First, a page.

But I did come across a wonderful online support group about 10 months into my journey, when I was feeling very uncertain and fragile, because I wasn’t experiencing the life changes I was expecting to come raining down on me. “Women for Sobriety” is an incredible network of women who share their stories and experiences and the tenants are very empowering and uplifting. There are thirteen statements of acceptance, the first one of which is “I have a life-threatening problem that once had me. I now take charge of my life and my disease. I accept the responsibility.” I felt like this was a group of people who were speaking my language and understood my inability to work the 12 steps of AA. I loved the sense of community, the positive nature of the affirmations and I only wished that I was able to attend the meetings, which are ongoing throughout the world. They just weren’t going on where I was based in the Far East. And through being a member of the online group, I started to see the changes that I was hoping for.
What I began to realise was that these transformations weren’t simply going to happen, but that the road to recovery is a pretty steep uphill climb. It’s a journey through personal hell at times, because there is the absolute need for brutal introspection. You need to reassess your value system and ask yourself the really tough questions about what you are and where you are going. And there are times when I would (and still do) curl up on my bed for a couple of days because it can be incredibly tough to look that deep into yourself and decide who you are and what you want to be in life. In recent months I have started working with a life coach and there are times that I wish that this was an avenue I had explored a lot earlier in my sobriety. Because present-focused awareness is what coaching is about, looking for the answers, while someone stands by coaxing you to find your truth, but never for a minute giving you the answers on what or where it might be. Cajoling you when you don’t really want to look any deeper, but oh when you do, the answers that you find really are quite mind blowing. But you have to do the work!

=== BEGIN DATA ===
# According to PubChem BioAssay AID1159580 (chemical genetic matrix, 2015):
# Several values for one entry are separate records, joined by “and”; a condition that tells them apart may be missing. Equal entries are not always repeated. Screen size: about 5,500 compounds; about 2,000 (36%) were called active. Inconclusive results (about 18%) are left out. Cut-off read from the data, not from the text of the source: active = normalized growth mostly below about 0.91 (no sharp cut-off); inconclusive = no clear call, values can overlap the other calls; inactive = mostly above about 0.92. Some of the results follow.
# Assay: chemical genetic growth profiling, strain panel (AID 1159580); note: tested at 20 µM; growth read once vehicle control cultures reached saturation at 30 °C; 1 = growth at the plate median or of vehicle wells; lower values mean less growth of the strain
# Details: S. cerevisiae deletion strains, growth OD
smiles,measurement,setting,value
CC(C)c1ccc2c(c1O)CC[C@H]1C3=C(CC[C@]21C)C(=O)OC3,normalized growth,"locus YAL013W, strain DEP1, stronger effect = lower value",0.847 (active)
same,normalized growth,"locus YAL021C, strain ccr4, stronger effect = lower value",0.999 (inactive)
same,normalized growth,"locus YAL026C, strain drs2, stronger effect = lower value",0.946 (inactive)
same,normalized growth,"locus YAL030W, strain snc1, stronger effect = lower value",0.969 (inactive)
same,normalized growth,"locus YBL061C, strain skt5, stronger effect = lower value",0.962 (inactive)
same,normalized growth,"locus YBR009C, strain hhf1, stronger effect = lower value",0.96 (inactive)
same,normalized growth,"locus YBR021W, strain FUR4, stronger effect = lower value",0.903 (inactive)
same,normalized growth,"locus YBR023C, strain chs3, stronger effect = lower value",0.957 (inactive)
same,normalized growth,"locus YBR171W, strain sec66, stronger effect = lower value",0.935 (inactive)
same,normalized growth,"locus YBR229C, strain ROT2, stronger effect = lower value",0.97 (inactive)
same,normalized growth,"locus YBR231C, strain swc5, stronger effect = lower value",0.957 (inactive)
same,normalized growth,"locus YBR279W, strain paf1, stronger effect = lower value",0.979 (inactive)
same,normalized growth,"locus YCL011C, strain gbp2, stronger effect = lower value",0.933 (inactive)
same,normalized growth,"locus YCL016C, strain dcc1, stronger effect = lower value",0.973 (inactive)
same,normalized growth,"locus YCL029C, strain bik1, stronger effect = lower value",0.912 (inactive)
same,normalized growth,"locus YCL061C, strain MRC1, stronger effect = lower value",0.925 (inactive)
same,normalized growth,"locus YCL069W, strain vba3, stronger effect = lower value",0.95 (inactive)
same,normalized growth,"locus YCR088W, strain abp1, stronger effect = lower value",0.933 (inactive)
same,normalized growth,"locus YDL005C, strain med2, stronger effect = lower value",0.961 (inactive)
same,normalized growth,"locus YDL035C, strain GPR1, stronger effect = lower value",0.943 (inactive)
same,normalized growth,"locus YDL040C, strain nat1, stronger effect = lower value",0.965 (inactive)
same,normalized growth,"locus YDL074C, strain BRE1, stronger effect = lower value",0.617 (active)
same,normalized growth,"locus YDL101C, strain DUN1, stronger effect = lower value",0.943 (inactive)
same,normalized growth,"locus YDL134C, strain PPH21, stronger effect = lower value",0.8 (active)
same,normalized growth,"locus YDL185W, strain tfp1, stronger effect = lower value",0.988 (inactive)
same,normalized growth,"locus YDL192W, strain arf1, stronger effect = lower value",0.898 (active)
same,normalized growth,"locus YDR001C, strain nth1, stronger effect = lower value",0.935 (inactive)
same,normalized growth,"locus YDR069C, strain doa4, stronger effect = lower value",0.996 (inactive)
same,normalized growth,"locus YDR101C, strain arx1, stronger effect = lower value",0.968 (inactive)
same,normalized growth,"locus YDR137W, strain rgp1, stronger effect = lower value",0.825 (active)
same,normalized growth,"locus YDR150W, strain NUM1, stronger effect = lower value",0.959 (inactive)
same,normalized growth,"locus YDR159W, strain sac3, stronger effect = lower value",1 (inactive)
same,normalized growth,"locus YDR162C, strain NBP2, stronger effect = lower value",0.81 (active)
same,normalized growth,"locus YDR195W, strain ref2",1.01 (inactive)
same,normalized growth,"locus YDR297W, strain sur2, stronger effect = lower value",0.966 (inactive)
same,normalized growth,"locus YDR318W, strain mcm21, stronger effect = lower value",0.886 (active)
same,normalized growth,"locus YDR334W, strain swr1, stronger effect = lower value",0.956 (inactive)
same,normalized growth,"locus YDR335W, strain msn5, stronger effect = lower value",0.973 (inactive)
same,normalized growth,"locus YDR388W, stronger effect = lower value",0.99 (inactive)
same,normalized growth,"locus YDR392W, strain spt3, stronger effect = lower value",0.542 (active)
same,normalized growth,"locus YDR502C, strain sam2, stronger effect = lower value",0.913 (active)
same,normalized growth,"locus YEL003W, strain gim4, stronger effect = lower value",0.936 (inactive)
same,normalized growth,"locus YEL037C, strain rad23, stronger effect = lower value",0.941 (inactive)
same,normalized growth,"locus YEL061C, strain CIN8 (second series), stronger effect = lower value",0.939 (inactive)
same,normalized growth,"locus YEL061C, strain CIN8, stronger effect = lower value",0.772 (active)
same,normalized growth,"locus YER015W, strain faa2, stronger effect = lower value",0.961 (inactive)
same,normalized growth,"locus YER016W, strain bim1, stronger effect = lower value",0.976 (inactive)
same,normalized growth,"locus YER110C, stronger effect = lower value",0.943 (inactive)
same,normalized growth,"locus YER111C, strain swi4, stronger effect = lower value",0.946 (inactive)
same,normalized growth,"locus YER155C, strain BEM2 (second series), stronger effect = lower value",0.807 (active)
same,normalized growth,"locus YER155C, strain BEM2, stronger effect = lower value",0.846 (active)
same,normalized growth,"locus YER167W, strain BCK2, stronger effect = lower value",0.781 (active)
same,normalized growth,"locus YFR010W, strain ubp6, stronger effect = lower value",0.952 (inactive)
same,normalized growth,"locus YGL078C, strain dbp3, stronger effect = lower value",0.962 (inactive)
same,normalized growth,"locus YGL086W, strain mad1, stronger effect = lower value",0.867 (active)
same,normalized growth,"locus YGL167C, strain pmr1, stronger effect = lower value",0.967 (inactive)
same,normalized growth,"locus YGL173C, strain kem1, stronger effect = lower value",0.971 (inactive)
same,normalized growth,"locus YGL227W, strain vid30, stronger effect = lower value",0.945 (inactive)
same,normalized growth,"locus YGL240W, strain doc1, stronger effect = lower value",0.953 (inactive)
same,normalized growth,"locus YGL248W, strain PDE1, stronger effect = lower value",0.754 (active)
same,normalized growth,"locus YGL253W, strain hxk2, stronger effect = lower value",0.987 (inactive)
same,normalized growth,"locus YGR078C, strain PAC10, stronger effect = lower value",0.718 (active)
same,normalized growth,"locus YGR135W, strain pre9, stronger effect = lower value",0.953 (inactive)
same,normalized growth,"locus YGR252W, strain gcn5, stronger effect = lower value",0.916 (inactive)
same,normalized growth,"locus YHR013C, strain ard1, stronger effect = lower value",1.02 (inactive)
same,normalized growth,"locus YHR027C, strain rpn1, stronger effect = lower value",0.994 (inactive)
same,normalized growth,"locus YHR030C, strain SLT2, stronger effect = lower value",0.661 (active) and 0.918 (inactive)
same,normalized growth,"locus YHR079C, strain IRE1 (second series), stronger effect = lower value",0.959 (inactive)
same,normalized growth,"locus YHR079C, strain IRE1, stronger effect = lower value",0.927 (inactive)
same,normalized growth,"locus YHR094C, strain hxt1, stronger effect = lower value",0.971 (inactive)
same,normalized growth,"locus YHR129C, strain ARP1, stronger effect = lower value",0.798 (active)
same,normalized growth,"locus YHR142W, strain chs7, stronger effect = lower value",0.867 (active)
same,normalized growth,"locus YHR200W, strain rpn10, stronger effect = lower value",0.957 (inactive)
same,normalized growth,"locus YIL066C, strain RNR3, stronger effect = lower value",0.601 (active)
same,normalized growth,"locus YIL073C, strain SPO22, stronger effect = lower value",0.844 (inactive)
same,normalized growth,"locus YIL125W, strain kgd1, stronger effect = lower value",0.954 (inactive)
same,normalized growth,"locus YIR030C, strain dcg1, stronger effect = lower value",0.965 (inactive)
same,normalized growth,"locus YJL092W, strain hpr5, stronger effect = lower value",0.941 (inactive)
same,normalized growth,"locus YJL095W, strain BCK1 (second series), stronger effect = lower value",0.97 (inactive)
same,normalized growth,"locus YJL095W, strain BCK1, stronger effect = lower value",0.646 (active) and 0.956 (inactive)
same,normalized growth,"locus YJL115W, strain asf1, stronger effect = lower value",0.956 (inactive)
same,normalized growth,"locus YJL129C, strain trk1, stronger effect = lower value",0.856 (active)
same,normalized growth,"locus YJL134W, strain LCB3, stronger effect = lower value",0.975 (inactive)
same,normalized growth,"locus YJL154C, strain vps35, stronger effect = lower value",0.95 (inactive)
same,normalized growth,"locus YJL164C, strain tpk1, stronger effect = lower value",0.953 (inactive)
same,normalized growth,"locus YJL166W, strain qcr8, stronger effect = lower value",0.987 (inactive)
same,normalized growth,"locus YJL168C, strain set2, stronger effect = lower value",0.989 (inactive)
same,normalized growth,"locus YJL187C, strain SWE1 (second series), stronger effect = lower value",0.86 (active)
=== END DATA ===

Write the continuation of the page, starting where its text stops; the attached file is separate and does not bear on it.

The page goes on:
I guess what I am really trying to say is that if you are in the early stages of your recovery, don’t expect it to be easy! Don’t expect to wake up after a few months and be living this wonderful life that has materialised because you are no longer drinking. What I do believe is that being present, aware and positive is essential to sustainable change, but that the shifts take time. And above all, don’t give up if you are not seeing the results you expect immediately. I have been sober for a little under six years, and frankly it is in the last year that the changes that I was searching for have begun to really come to fruition. I can recommend that you surround yourself with positive people and be grateful for the little blessings in your life. Think about what you need to say “yes” to stay sober as you take the next step and don’t ever be afraid to say “no” to anything that stands in the way of your recovery and sobriety.
So before you finish reading this, take a moment and think of what you are grateful for right now. Do this everyday until being grateful becomes the habit of gratitude. And until then get up, dress up and show up. I assure you that it’s well worth it in the long run!
Til next time